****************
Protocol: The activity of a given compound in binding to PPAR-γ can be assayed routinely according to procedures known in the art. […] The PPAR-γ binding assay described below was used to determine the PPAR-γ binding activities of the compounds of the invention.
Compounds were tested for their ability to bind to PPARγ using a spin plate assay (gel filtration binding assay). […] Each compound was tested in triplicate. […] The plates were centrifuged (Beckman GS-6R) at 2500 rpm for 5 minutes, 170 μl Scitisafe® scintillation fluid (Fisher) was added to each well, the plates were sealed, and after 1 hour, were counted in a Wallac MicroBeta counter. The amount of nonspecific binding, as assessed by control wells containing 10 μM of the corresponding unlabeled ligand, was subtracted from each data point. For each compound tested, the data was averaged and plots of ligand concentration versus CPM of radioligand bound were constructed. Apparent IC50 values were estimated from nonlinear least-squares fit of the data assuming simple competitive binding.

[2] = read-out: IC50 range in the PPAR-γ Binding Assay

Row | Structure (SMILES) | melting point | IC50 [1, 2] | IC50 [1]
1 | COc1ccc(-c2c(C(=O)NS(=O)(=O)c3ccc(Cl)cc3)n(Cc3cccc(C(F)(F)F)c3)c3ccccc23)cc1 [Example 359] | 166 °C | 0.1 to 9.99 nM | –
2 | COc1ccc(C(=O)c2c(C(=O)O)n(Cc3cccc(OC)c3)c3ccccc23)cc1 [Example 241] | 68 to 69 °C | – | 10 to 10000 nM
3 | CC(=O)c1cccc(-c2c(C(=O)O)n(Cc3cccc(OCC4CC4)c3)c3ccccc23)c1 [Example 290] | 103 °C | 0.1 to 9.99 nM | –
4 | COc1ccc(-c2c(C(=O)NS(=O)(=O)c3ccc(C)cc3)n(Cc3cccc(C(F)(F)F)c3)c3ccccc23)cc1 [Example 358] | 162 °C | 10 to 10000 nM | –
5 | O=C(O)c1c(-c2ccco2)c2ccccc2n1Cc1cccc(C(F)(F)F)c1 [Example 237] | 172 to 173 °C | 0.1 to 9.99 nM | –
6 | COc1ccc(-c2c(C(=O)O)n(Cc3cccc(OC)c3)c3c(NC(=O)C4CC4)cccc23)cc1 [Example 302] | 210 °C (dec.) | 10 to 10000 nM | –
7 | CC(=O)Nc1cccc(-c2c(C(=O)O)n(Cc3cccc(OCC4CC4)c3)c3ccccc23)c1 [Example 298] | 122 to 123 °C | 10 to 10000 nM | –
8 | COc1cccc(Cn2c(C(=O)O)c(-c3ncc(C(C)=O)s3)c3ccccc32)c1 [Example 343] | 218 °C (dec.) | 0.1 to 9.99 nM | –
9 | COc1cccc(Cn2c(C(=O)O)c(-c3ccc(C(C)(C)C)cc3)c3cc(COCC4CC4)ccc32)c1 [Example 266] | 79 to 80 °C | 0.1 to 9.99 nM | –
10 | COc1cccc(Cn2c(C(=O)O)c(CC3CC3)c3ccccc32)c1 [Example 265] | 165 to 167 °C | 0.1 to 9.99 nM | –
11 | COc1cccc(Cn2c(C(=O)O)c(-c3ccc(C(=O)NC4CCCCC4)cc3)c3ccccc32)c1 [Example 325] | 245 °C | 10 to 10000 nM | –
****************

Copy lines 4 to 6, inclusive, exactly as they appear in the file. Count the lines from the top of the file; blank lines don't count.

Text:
Row | Structure (SMILES) | melting point | IC50 [1, 2] | IC50 [1]
1 | COc1ccc(-c2c(C(=O)NS(=O)(=O)c3ccc(Cl)cc3)n(Cc3cccc(C(F)(F)F)c3)c3ccccc23)cc1 [Example 359] | 166 °C | 0.1 to 9.99 nM | –
2 | COc1ccc(C(=O)c2c(C(=O)O)n(Cc3cccc(OC)c3)c3ccccc23)cc1 [Example 241] | 68 to 69 °C | – | 10 to 10000 nM